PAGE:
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  • The Cross and the Trenches: Religious Faith and Doubt among British and American Great War Soldiers
  • Gary Sheffield
The Cross and the Trenches: Religious Faith and Doubt among British and American Great War Soldiers. By Richard Schweitzer. Westport, Conn.: Praeger, 2003. ISBN 0-313-31838-7. Photographs. Notes. Bibliography. Index. Pp. xxxiii, 311. $74.95.

Over the last few years we have come to learn a great deal about the lives of British soldiers in the First World War. Historians have explored subjects such as morale and discipline, relations between commissioned officers and other ranks, and the experience of battle. Fewer studies have appeared on their American counterparts, but nonetheless some interesting work is being done. However, the role of religion in both armies has been somewhat under-researched. Richard Schweitzer's The Cross and the Trenches is thus particularly welcome.

Schweitzer deals with a number of interesting issues concerning the religious history of the war, such as the reasons why the revival in faith that many anticipated did not occur. However, the book's subtitle—religious faith and doubt among British and American Great War soldiers—neatly captures his main focus. The core chapters deal with the experience of individuals. He has consulted a variety of sources, both published and unpublished, [End Page 252] including a large number of manuscripts at the Imperial War Museum in London, as well as collections elsewhere, including the U.S. Army Military History Institute. Since it was rare for even devout soldiers to write very much about their faith, Schweitzer has had to work through a mass of writings, often picking up snippets of information on religion. In spite of the obvious drawbacks, this method, given the size of the sample Schweitzer has used, is surprisingly effective. It is a shame, therefore, that in his discussion of Field Marshal Sir Douglas Haig's religious faith, he relies on published sources rather than the British Commander-in-Chief's letters and diaries.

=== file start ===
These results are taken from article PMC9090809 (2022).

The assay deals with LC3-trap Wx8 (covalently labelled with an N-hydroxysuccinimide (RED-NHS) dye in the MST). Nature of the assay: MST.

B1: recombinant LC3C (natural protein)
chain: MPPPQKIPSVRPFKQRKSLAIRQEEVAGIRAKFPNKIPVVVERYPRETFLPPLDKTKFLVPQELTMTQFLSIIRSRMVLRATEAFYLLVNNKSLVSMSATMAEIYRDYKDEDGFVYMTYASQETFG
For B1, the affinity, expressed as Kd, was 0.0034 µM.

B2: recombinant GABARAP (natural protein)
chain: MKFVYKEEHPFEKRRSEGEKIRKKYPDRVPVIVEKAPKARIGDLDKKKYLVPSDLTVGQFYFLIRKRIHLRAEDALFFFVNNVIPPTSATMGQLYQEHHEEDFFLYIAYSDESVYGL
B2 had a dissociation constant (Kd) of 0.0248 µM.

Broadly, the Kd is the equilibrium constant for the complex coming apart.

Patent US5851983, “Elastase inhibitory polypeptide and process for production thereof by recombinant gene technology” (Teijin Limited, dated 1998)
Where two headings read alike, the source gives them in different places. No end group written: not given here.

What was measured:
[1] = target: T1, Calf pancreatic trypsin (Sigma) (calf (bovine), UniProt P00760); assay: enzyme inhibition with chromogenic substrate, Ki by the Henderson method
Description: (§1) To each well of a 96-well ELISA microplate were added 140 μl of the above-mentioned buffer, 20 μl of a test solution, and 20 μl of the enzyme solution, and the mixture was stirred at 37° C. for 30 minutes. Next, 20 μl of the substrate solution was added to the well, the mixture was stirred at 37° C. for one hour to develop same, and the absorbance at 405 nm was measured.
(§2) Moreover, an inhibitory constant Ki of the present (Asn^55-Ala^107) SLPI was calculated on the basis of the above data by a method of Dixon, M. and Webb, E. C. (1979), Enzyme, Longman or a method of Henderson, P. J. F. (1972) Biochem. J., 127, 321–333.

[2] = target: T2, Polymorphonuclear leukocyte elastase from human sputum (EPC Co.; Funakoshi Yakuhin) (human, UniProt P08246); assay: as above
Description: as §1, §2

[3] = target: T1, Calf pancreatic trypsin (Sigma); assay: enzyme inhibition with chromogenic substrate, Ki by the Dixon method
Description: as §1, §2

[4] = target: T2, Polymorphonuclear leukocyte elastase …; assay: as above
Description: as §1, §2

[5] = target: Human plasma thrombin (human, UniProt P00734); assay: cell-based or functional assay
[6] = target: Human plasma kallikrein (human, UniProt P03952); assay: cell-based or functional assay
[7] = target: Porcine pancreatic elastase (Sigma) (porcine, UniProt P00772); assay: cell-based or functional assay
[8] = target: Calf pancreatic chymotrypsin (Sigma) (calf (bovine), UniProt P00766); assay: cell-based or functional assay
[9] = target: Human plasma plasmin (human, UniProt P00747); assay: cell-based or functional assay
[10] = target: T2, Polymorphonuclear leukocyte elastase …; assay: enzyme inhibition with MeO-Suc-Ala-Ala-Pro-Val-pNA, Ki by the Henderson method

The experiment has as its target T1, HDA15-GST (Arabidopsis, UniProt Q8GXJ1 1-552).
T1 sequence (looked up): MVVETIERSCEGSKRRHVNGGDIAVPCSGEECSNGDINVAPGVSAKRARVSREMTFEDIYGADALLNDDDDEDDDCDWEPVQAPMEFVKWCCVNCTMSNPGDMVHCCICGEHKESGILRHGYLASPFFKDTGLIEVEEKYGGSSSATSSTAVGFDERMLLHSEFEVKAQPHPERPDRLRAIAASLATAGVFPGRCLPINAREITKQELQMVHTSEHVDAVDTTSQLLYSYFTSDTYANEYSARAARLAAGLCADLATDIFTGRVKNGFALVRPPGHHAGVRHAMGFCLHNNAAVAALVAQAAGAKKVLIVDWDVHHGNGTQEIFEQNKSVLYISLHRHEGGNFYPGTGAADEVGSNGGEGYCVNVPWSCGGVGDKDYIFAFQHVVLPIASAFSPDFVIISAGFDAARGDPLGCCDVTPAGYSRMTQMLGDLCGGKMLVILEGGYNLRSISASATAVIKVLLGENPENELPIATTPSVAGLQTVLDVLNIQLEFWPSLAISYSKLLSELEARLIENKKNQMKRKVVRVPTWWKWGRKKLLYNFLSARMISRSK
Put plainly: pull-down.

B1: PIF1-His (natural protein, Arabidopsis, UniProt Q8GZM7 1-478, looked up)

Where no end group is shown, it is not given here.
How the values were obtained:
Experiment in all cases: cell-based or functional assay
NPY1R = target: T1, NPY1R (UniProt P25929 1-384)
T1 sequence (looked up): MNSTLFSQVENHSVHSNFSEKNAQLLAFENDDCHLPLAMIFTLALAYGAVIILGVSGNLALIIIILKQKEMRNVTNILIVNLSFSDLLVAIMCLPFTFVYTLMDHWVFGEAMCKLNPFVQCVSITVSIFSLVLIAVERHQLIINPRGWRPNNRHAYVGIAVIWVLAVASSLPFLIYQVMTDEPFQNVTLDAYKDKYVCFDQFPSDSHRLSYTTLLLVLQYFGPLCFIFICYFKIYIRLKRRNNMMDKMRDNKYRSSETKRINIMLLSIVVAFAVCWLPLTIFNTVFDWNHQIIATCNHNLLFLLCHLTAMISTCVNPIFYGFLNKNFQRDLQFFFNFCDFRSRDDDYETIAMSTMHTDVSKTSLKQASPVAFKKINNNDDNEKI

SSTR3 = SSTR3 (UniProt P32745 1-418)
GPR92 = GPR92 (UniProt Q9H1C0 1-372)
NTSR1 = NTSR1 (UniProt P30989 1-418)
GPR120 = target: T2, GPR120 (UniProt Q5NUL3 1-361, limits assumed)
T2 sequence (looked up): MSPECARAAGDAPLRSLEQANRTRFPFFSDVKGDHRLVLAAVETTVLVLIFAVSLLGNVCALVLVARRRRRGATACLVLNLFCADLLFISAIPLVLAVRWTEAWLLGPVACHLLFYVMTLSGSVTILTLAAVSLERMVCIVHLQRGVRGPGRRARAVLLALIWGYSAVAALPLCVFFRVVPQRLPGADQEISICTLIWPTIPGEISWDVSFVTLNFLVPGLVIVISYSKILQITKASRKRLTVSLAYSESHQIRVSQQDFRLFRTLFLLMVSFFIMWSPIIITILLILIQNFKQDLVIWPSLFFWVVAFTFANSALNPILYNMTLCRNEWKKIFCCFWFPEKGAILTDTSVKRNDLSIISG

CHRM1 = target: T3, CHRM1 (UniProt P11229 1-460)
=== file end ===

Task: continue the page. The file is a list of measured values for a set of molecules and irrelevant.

Schweitzer's ultimate conclusion is that "in sincere prayer or sacreligious defiance, the name of God was on the lips and in the writings of . . . soldiers and civilians more often than previously published accounts of their experience would lead us to believe" (p. 264). This is perhaps an exaggeration. British soldiers in particular were noted for their profanity. Many years ago, Eric Partridge and John Brophy, two British war veterans who collected and analysed soldiers' songs and slang, noted the number of songs that were parodies of hymns. Moreover, Schweitzer sometimes misreads his evidence. He quotes a British officer describing a Tommy "praying aloud 'with real fervour'" for God's help in getting a recalcitrant mule to move, which Schweitzer cites as an example of the way in which "God was worshipped in the ranks." However, this incident, taken from a book co-edited by your reviewer, is surely an example of the British sense of humour in action, or an example of the common practice of using blasphemy as a form of swearing. Either way it has nothing to do with the worship of God.

While this book is not the last word on the subject, it is a useful addition to the literature. The Cross and the Trenches contains some important insights into soldiers' attitudes to Christianity. Schweitzer provides a nicely nuanced picture that enriches our understanding of the culture of the ordinary British and American soldier on the Western Front.

Gary Sheffield
Joint Services Command and Staff College
Watchfield, Wiltshire, United Kingdom


Additional Information

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pp. 252-253
Launched on MUSE
Open Access
Archive Status
Archived 2010
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